VMblog:  What do you predict the future of bots to look like?

Orgad:  In one way, the future of bots is already here. The research shows that bots are already playing a crucial role in driving our real-time economy forward. Almost all (95%) of organizations said that they plan to further develop and expand the use of bots within their organization. This is a very telling indication of what's yet to come - we need to prepare for it.

I can't stress this enough: To manage this bot explosion, there must be an extensive framework that all bot-using organizations adhere to so that bots are not compromised by malicious intentions. Bot regulation guidelines will also need to be updated frequently since their nature and innovations are changing every day. We must always remember that bots were developed to make us move faster and be sharper and more efficient; this is their "life mission" - anything else should be looked into extensively. Bots should allow us to focus on those tasks that require the most creativity to thrive.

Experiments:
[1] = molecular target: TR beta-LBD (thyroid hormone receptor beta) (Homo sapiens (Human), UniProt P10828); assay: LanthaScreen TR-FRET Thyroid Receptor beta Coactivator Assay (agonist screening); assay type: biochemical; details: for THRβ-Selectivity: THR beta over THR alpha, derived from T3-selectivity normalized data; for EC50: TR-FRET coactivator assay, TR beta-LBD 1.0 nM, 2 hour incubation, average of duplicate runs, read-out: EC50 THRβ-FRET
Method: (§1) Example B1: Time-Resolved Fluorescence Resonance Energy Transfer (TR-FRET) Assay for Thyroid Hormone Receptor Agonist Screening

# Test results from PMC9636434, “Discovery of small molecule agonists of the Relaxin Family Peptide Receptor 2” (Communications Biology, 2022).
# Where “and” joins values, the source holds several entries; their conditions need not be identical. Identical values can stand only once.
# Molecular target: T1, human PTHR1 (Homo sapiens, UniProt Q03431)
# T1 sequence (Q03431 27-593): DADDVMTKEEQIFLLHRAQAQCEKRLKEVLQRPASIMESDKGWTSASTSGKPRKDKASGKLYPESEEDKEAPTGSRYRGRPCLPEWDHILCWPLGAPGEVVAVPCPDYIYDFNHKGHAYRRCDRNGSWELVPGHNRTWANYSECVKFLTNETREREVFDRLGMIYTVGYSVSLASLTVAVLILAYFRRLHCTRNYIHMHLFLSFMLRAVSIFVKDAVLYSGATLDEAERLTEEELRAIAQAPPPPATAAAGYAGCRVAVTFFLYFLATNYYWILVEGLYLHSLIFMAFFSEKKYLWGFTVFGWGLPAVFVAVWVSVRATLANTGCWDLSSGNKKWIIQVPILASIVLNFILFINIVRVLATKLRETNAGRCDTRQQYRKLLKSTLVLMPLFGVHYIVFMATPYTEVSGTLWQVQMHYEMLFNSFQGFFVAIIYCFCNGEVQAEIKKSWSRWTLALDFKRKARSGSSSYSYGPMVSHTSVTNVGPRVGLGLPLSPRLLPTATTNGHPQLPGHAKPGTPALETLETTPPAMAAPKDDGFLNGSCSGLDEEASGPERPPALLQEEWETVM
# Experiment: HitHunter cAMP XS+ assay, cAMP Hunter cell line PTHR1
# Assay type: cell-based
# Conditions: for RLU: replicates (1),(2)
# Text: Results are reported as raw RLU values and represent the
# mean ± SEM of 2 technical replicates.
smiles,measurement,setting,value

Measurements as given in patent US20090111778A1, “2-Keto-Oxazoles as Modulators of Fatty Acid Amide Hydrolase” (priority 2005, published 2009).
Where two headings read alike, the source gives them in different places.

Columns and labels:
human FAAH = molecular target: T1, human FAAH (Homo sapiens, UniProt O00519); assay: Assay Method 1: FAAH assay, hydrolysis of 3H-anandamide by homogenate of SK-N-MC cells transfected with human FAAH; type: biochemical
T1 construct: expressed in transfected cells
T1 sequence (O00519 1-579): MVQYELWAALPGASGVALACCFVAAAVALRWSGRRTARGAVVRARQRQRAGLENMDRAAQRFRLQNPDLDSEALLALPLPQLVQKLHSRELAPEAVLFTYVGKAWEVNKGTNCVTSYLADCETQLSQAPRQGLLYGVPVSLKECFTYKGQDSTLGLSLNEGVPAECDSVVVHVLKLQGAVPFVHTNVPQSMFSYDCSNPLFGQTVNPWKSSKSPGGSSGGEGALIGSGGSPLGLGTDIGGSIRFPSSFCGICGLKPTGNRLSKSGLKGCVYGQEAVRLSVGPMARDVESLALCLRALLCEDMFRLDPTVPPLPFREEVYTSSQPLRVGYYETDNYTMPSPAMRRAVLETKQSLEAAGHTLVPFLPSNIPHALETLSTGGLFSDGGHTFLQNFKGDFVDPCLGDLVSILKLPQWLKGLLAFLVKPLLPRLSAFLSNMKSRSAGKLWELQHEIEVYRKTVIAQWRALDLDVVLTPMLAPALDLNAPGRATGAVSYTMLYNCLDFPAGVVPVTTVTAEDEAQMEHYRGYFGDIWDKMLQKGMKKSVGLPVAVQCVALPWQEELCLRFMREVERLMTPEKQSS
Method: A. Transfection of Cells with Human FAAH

With the right set of guidelines, this mission can clearly be achieved.  


Published Tuesday, October 12, 2021 7:32 AM by David Marshall